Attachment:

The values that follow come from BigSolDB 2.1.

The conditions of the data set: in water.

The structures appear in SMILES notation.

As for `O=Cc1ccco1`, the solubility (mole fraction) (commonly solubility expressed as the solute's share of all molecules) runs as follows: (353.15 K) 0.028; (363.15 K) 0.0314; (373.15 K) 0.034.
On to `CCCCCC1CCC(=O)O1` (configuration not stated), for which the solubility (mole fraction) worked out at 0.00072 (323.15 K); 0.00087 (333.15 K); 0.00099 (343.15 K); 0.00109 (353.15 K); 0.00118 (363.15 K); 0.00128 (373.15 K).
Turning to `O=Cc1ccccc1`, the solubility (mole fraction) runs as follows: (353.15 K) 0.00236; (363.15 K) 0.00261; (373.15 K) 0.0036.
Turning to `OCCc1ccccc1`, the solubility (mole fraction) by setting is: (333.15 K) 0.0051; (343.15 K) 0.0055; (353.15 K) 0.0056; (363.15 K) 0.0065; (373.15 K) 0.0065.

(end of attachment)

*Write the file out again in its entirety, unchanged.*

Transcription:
The values that follow come from BigSolDB 2.1.

The conditions of the data set: in water.

The structures appear in SMILES notation.

As for `O=Cc1ccco1`, the solubility (mole fraction) (commonly solubility expressed as the solute's share of all molecules) runs as follows: (353.15 K) 0.028; (363.15 K) 0.0314; (373.15 K) 0.034.
On to `CCCCCC1CCC(=O)O1` (configuration not stated), for which the solubility (mole fraction) worked out at 0.00072 (323.15 K); 0.00087 (333.15 K); 0.00099 (343.15 K); 0.00109 (353.15 K); 0.00118 (363.15 K); 0.00128 (373.15 K).
Turning to `O=Cc1ccccc1`, the solubility (mole fraction) runs as follows: (353.15 K) 0.00236; (363.15 K) 0.00261; (373.15 K) 0.0036.
Turning to `OCCc1ccccc1`, the solubility (mole fraction) by setting is: (333.15 K) 0.0051; (343.15 K) 0.0055; (353.15 K) 0.0056; (363.15 K) 0.0065; (373.15 K) 0.0065.